Gaza is still waiting

17/06/2010

It is amazing how one event can change the course of prior events. The Freedom Flotilla sailed from Turkey towards Gaza in a peaceful attempt to break the Israeli siege on Gaza is one of such events. It was really great to follow, through the social networks sites Twitter and Facebook, the support to the mission of the Flotilla and the strong condemnation of the Israeli crime attacking the Mavi Marmara ship which resulted in killing 9 activists.

Yet it really seems odd that the Gaza siege is been there for almost four years. It was supported by the quartet in addition to the Egyptian government and the other so called moderate Arab governments. What happened now to make the siege of Gaza inappropriate and useless? Is it the fact that 9 Turkish citizens were killed? Are they really more worthy than 1.5 million humans living in Gaza? Was it twitter & social media? Or it might be the impact of President Obama (though he is been in the White House since the begging of the year). I’m not really sure, but glad that the world realizes now how unfair is the siege.

Writing more than two weeks after what happened allows a more rational view, I hope. The siege was unethical since day one because it was politically motivated and yet clearly directed against the people rather than the de facto government in Gaza. Resorting to a siege against the winner of a free election, this time happen to be called Hamas, sends the wrong message to the Arab World saying “Either you elect political parties that are up to the Western desires and wishes or you’ll seriously suffer”. The people at this part of the world get lectured a lot on the importance and value of dialogue, yet find out that the lecturer is unable to walk the talk.

On the other hand, I think that the wide delight over the Turkish Prime Minister Mr.  Ardogan action seem a little exaggerated and immature. However, in the Arab World we lack leaders who‏ ‏show much of value or even respect to their citizens. As a result, Mr. Ardogan’s reaction seems heroic. What I’m sure about is that Mr. Ardogan is a professional politician, regardless of his possible ideological drive for such reaction.  He’ll care most for the reaction of what he says and does in Istanbul much more than in Riyadh, Cairo or even Gaza.

Maybe it is very important to mention that the Israeli aggressive action against the Freedom Flotilla demonstrates the normal daily aggression faced by the Palestinians for as long as Israel existed. These actions keep shattering any real hope of diverting the position of Arabs opinion in favor of peace, someday.

On the other hand, some of the newspaper writers in Saudi Arabia who are, rightly or wrongly, considered as liberals did not feel that good about Turkey’s strong reaction to the incident and went into bazaar explanation such as their usual pointing to Iran and showed their worries over the Turkish involvement in the Palestinian-Israeli problems. Their highest concern goes to the worry over the potential influence of Turkey in the region in a manner that makes the reader feel like Turkey is a stranger to the region.  Such point of view reflects the anxiety of some of the regions governments over losing their regional influence, if much of it is really left.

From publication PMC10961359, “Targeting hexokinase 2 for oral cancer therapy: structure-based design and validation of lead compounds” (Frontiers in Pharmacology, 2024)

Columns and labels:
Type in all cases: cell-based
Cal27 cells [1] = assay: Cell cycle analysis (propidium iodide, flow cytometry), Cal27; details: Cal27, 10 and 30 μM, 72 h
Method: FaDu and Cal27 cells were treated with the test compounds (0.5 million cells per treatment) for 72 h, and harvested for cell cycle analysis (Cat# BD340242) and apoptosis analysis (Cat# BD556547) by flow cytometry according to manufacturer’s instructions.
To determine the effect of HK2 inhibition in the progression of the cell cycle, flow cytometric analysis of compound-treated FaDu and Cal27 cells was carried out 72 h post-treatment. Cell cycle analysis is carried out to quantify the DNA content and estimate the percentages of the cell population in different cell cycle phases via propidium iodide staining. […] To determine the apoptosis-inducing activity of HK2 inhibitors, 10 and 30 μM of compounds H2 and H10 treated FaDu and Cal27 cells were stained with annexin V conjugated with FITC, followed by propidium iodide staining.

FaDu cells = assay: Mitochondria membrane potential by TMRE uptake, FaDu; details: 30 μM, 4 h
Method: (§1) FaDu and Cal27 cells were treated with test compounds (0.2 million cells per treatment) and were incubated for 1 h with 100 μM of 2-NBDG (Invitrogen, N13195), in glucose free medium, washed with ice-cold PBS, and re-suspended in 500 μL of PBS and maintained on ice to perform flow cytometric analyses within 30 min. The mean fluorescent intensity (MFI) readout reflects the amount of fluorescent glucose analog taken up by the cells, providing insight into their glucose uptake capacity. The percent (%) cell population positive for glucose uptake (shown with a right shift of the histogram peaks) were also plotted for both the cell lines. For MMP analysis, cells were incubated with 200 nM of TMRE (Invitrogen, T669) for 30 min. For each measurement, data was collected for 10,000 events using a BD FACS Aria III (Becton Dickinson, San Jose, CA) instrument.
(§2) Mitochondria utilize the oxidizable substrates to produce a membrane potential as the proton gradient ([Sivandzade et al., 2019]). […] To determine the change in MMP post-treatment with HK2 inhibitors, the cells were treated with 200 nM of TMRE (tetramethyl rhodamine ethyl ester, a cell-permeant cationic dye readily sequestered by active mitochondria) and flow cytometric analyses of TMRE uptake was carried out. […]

What happened resembles a very strong humanitarian call to everyone around the globe to reconsider their view of what is happening not only in Gaza but also to the Palestinian cause and the usual Israeli claims that keep failing once they face reality.  Individuals can make a difference and collective efforts of individuals in the form of civil societies such as Free Gaza are able to create greater impact. It is true that in Saudi Arabia we lack such societies, yet we can learn and adopt such practices and in the same time create greater pressure into our government to allow the formation of such societies in the near future.

As it is important to realize how much the new media and social electronic networks allowed people to know what happens anywhere momentarily. It is important to realize that it makes it more difficult to be honest and sure about the news that goes around. I must admit that a point of time, I re-twitted a message saying that more than 40 people were killed as a result of the Israeli attack on the Flotilla. Killing one person or ten is surely a crime. Yet, being objective and reliable must be part of using such wide reach communication means.

It is been more than two weeks since Israel killed the nine activists, yet nothing changed much for the people of Gaza. The pressure to lift the siege shall be maintained to allow the people of Gaza to live at the minimum of proper human conditions.

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3 Responses to “Gaza is still waiting”


  1. […] * هذه التدوينة مترجمة من مدونة أصوات سعودية بديلة […]

  2. Don Cox Says:

    “Yet it really seems odd that the Gaza siege is been there for almost four years. ”

    Not really. Israel has been under siege from its neighbours for over sixty years.


    • Yeah, poor Israel!.
      If I accept your claim that Israel is under siege for such long period of time. I want to remind you that Israel finds all the doors in the US and EU open wide regardless of all crimes committed by the Israeli army. While the same doors get closed in the face of many others. Israel gets away with things if they were done by any other country in the world, we might find such country occupied or at least considered as a threat to the international peace.

      It is funny that when “almost” the whole world recognizes that Gaza is under siege for a long period of time that is not acceptable for humans, you claim otherwise. When we cannot agree on the obvious, what kind of dialogue we could have?


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